As we all know and are constantly reminded of, life is increasingly difficult. There is a cluster of problems and when you start feeling like the solution to one will bring you peace, you are quickly proved wrong and you go back to stressing about your next problem. Its very common for a person now-a-days to hate their life.
Matt Haig, in his novel, Reasons To Stay Alive, writes:
“The World is increasingly designed to depress us. Happiness isn’t very good for the economy. If we were happy with what we had, why would we need more? How do you sell an anti-ageing moisturizer? You make someone worry about ageing. How do you get people to vote for a political party? You make them worry about immigration. How do you get them to buy insurance? By making them worry about everything. How do you get them to have plastic surgery? By highlighting their physical flaws. How do you get them to watch a TV show? By making them worry about missing out. How do you get them to buy a new smartphone? By making them feel like they are being left behind.
To be calm becomes a kind of a revolutionary act. To be happy with your own non-upgraded existence. To be comfortable with our messy, human selves would not be good for business.”
Hating your life is not easy to describe; its feeling immensely sad, angry, frustrated, empty and thoroughly tired. Yes, hating your life is very emotionally draining and can tire you out. Hating your life means that you do not have the motivation to do anything; you constantly question your existence and the cruelty of the world; you sometimes feel like you’re stuck in this suffocating routine from which you cannot get out of no matter how hard you try.
Having first hand experience into hating my life for three consecutive years, I can give you the first hand truth that it can get better, only if you try.
During the initial stages of me hating my life, I didn’t make any effort into changing it. It was one of those “if it has to change, it will change” mentalities, and so I lived with it and here are some experiences which you might relate to as well: With each passing month, the frustration and tiredness grew, the whole body started feeling way heavier, things that once gave happiness just didn’t really feel the same anymore, breaking down even at small things became quite normal, felt so suffocated at the thought that this is my life and this is how its always going to be. Finally, pushing all your friends away one by one until you became as empty as you felt. It’s okay, I can relate and it will get better.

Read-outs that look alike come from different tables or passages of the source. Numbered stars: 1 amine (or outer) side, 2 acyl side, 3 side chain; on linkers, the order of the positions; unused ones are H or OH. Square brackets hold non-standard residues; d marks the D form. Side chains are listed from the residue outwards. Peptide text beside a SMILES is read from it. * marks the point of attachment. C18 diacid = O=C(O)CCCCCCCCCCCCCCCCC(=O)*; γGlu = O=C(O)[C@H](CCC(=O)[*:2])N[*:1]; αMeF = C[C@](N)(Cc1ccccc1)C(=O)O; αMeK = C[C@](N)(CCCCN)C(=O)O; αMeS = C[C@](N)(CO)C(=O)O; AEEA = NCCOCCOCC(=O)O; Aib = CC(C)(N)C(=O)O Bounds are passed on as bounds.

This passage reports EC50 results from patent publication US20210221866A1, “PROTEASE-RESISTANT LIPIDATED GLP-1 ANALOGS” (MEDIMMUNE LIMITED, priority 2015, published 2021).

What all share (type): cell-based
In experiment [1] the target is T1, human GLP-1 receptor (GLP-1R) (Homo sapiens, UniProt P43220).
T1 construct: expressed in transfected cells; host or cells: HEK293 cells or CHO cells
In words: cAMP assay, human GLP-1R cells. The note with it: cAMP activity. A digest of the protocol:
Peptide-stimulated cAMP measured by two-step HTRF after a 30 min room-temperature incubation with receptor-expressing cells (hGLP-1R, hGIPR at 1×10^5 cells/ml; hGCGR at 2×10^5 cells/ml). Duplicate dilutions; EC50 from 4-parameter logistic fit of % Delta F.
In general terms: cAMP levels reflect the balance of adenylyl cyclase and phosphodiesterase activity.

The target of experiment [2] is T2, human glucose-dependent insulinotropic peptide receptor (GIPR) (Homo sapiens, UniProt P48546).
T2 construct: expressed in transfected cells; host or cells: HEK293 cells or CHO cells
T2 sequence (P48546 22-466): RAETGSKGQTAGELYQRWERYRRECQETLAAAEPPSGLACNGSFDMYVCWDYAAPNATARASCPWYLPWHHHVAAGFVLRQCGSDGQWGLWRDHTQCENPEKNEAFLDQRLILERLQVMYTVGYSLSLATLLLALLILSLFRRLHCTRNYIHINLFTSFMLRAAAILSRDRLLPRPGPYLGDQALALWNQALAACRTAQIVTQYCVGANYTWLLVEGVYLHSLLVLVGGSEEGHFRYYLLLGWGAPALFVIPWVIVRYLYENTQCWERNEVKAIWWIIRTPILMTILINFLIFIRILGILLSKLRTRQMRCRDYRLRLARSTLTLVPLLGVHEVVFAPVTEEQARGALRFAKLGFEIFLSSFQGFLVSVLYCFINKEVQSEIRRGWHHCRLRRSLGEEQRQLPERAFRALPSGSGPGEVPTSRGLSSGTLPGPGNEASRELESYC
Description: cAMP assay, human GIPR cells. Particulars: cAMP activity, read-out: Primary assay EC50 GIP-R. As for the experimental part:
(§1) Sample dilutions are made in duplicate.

Hitting rock bottom and finding my way up again, here is all that you need to know, condensed into just seven points:
Clean Your Space!
Despite the fact that this might not seem much to you, I swear this point is too powerful. Organize and clean the space where you remain in for most part of the day, like your bedroom. Organize the room, de-clutter your wardrobe and shelves. Throw out all the thing you do not need anymore, get in some nice smelling cancels or scents and create a happy atmosphere. Even though you might not feel happy, this can trick your brain into believing that you have some control over your life to a great extent.
Take Care Of Your Hygiene
This point and its reasons are quite similar to the last one. Shower at least four times a week, comb your hair, wear pressed and\or clean clothes. This point also includes changing your bed sheets at least once a week.
Get Some Fresh Air And Move Around
When we hate our life, we aren’t motivated to do anything; we keep to our rooms with the curtains drawn, our phones in hand, laying on the bed. Force yourself to get out and sit in the open air for at least half an hour every day. Leave your phone aside and try walking or jumping around. The “exercise” will release endorphins in your brain which are happy hormones.
Let It All Out
To a friend, therapist, anonymous centers, pillow, pet or even your journal, just let all your emotions out! Try to locate the approximate time when you started feeling this way, create a list of all that is bothering and stressing you. Do not keep it inside, but cry and let all the frustration you are feeling, out.
Cut Lose All The Toxicity
Lets face it, there exists toxicity in our lives. Following the previous point, locate where your triggers lie. If any of them lie in toxic friends or relationships, cut it lose, or at least decrease contact with them little by little. Toxic people are necessarily not just “snakes”, sometimes they are those people too who ask too much of you, too much of your personal space, too much of your personal time; those who get mad at you for “ignoring” them and don’t give you room to explain your mental state, those who might ask for advice even with small issues 24\7, without a break, etc. Cut them lose, little by little.
Take. A. Break.
Sometimes when you hate your life and ask yourself what to do, the best thing is to take a break. This intense empty feeling can also result from too much change around in your life. Remember, your mental health is important and so take a break, allow yourself to breathe and come to terms with whatever it is bothering you. Give time to yourself.
If all of the above mentioned methods fail, consider the choice of getting therapy. This might and can become much worse, so seek help from a certified therapist. These are professionals who are trained to make you resolve issues, and make you feel better. Give it try, it can even be anonymous!